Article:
|Year : 2015 | Volume
| Issue : 1 | Page : 79-81
Pityriasis lichenoides et varioliformis acuta (PLEVA)
Nidhi Yadav1, Sumit Kar1, Nitin Gangane2, Bhushan Madke1
1 Department of Dermatology, Venereology, Leprosy, Mahatma Gandhi Institute of Medical Sciences, Sewagram, Wardha, Maharashtra, India
2 Department of Pathology, Mahatma Gandhi Institute of Medical Sciences, Sewagram, Wardha, Maharashtra, India
|Date of Web Publication||19-Feb-2015|
Department of Dermatology, Venereology, leprosy, Mahatma Gandhi Institute of Medical Sciences, Sewagram - 442 102, Wardha, Maharashtra
Source of Support: None, Conflict of Interest: None
We report a case of a 3-year-old male child presenting with a polymorphous generalized eruption consisting of crusted maculopapular lesions all over body except for face and mucus membrane. Histopathology showed interface dermatitis along with perivascular infiltrates chiefly comprising of lymphocytes and extravasated red blood cells, indicating the diagnosis of pityriasis lichenoides et varioliformis acuta. He was treated with dapsone and eryhthromycin with success.
Keywords: Lymphocytic infiltrate, parapsoriasis, pityriasis lichenoides et varioliformis acuta
|How to cite this article:|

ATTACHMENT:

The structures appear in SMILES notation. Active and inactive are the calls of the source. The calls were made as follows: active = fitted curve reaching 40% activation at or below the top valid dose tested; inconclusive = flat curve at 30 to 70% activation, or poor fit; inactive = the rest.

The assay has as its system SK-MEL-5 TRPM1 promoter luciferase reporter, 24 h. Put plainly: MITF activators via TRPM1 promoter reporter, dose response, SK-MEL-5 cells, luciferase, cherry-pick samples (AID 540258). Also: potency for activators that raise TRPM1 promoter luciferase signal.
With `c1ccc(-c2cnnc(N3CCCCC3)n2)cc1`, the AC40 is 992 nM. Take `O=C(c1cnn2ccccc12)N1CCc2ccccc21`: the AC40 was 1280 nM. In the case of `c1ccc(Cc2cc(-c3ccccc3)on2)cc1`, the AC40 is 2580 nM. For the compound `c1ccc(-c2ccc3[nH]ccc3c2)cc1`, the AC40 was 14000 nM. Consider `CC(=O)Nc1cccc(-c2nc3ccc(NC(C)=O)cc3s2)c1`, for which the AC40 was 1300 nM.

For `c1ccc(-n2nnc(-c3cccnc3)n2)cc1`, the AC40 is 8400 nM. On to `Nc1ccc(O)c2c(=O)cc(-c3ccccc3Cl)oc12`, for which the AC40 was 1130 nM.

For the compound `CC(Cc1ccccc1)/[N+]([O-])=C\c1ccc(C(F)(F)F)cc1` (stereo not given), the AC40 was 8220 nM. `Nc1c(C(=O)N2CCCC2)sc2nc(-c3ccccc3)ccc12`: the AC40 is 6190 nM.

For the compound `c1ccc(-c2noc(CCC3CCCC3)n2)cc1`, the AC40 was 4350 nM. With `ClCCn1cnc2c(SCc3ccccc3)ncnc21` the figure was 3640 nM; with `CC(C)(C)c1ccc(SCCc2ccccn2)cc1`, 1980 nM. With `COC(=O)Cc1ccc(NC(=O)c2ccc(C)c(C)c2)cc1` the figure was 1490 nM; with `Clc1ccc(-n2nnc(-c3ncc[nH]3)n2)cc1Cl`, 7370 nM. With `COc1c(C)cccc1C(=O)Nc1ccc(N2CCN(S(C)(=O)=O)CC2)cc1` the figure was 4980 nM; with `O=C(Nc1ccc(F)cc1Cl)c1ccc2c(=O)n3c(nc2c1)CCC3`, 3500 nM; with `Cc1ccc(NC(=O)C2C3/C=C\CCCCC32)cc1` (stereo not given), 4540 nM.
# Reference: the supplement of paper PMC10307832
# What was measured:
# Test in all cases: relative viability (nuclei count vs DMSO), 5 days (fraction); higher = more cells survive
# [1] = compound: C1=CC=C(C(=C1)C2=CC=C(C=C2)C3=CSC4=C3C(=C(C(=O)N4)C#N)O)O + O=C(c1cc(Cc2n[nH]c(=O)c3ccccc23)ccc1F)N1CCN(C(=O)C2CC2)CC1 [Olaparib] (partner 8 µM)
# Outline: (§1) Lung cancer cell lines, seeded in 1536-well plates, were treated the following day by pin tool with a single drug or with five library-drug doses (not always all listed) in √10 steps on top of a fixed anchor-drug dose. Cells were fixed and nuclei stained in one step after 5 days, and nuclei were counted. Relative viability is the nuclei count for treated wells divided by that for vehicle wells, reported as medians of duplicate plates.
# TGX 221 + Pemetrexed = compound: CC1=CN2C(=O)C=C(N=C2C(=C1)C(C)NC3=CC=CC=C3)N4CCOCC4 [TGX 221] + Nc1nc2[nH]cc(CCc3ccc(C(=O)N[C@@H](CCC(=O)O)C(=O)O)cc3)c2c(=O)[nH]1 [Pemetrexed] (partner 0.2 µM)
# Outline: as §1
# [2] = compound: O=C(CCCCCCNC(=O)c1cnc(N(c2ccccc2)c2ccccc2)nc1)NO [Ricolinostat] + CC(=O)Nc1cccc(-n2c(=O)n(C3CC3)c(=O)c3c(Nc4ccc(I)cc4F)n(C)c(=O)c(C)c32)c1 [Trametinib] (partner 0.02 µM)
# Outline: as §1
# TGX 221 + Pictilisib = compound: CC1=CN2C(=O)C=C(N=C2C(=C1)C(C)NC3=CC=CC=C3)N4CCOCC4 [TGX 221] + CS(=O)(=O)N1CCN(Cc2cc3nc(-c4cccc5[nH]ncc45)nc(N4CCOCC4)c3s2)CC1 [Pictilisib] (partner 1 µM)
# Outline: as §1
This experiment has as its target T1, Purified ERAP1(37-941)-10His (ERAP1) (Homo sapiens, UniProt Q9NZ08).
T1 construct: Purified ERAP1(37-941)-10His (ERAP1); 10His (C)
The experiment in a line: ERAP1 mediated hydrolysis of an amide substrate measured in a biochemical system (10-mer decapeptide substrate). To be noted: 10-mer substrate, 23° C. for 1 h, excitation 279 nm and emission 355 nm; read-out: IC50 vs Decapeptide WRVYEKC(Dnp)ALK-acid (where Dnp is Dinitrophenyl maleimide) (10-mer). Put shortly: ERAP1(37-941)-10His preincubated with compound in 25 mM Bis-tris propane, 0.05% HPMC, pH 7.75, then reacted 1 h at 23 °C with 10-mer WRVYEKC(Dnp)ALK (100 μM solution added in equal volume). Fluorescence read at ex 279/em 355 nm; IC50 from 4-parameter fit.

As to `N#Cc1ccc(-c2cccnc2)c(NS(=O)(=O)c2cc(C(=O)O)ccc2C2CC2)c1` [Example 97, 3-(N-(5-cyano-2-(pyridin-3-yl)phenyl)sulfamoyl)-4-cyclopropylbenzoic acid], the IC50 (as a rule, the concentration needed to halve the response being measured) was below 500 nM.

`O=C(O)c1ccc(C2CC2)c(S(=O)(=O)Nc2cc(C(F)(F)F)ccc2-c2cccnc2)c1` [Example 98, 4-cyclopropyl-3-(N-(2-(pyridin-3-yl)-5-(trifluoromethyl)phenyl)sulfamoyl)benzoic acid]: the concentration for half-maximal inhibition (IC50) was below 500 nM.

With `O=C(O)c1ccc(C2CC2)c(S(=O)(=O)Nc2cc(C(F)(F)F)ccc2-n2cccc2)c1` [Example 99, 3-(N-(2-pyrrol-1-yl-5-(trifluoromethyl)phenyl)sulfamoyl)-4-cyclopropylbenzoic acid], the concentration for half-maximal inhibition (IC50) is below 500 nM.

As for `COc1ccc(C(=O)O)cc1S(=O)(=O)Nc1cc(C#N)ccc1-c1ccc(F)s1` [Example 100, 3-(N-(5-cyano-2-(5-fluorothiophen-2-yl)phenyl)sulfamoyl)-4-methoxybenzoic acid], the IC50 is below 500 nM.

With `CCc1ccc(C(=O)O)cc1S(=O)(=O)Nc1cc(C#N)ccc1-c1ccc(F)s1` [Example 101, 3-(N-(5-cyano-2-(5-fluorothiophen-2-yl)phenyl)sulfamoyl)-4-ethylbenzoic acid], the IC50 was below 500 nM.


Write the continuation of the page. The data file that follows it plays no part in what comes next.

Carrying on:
Yadav N, Kar S, Gangane N, Madke B. Pityriasis lichenoides et varioliformis acuta (PLEVA). J Mahatma Gandhi Inst Med Sci 2015;20:79-81
| Introduction|| |
Pityriasis lichenoides (PC) is a rare papulosquamous disorder of unknown etiology. Pityriasis lichenoides (PL) may appear in two clinical forms: The acute variant, known as pityriasis lichenoides et varioliformis acuta (PLEVA); and the chronic variant or pityriasis lichenoides chronica (PLC).  . PLEVA may occur at any age, but most frequently occurs in children and young adults. The etiology of PLEVA is unknown. But it has been postulated to be a response to an inflammatory reaction triggered by infectious agents, an immune complex-mediated hypersensitivity, or an inflammatory response secondary to T-cell dyscrasia.  At present, pityriasis lichenoides is considered a lymphocytic vasculitis and it is removed from the parapsoriasis group of disorders. ,
| Case Report|| |
A 3-year-old male child presented with widespread polymorphous generalized eruption with macules and crusted papules all over the body [Figure 1] sparing the face and mucous membrane. His personal and family history were non-contributory. He was not receiving any medications and there was no apparent episode of any infection before the onset of the eruption. Palms, soles, hair, and nails were unremarkable. Differential diagnosis of PLEVA, transient acantholytic dermatoses, and dermatitis herpetiformis was made.
|Figure 1: Multiple violaceous macules and papules (red arrow) present over chest, abdomen, bilateral upper and lower limbs|
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Histopathology of skin showed irregular acanthosis, interface dermatitis along with perivascular infiltrates chiefly comprising of lymphocytes. Extravasated red blood cells were also seen [Figure 2]. On clinico-pathological correlation, a diagnosis of pityriasis lichenoides et varioliformis acuta (PLEVA) was made. Immunohistochemistry could not be done.He was treated with oral dapsone 25 mg once at night time and syrup erythromycin (150 mg/5 ml) four times a day and after one month of treatment, there was regression of papular lesions [Figure 3].